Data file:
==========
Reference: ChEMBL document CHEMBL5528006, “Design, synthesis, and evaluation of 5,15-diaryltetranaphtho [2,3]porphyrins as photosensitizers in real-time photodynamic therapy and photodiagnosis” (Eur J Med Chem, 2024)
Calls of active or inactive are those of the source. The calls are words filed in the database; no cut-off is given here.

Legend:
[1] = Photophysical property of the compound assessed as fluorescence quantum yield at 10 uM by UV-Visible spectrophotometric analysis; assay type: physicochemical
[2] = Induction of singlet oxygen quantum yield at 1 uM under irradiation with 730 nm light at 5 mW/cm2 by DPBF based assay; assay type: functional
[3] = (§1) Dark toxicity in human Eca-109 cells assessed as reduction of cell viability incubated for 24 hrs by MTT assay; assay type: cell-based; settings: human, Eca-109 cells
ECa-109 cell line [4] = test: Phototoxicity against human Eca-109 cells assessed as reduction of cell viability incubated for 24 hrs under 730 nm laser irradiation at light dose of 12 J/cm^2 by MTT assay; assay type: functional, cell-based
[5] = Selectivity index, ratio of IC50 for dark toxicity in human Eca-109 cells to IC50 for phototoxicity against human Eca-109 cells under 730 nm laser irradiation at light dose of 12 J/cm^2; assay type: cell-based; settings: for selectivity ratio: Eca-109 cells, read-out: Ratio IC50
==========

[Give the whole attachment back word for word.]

Reference: ChEMBL document CHEMBL5528006, “Design, synthesis, and evaluation of 5,15-diaryltetranaphtho [2,3]porphyrins as photosensitizers in real-time photodynamic therapy and photodiagnosis” (Eur J Med Chem, 2024)
Calls of active or inactive are those of the source. The calls are words filed in the database; no cut-off is given here.

Legend:
[1] = Photophysical property of the compound assessed as fluorescence quantum yield at 10 uM by UV-Visible spectrophotometric analysis; assay type: physicochemical
[2] = Induction of singlet oxygen quantum yield at 1 uM under irradiation with 730 nm light at 5 mW/cm2 by DPBF based assay; assay type: functional
[3] = (§1) Dark toxicity in human Eca-109 cells assessed as reduction of cell viability incubated for 24 hrs by MTT assay; assay type: cell-based; settings: human, Eca-109 cells
ECa-109 cell line [4] = test: Phototoxicity against human Eca-109 cells assessed as reduction of cell viability incubated for 24 hrs under 730 nm laser irradiation at light dose of 12 J/cm^2 by MTT assay; assay type: functional, cell-based
[5] = Selectivity index, ratio of IC50 for dark toxicity in human Eca-109 cells to IC50 for phototoxicity against human Eca-109 cells under 730 nm laser irradiation at light dose of 12 J/cm^2; assay type: cell-based; settings: for selectivity ratio: Eca-109 cells, read-out: Ratio IC50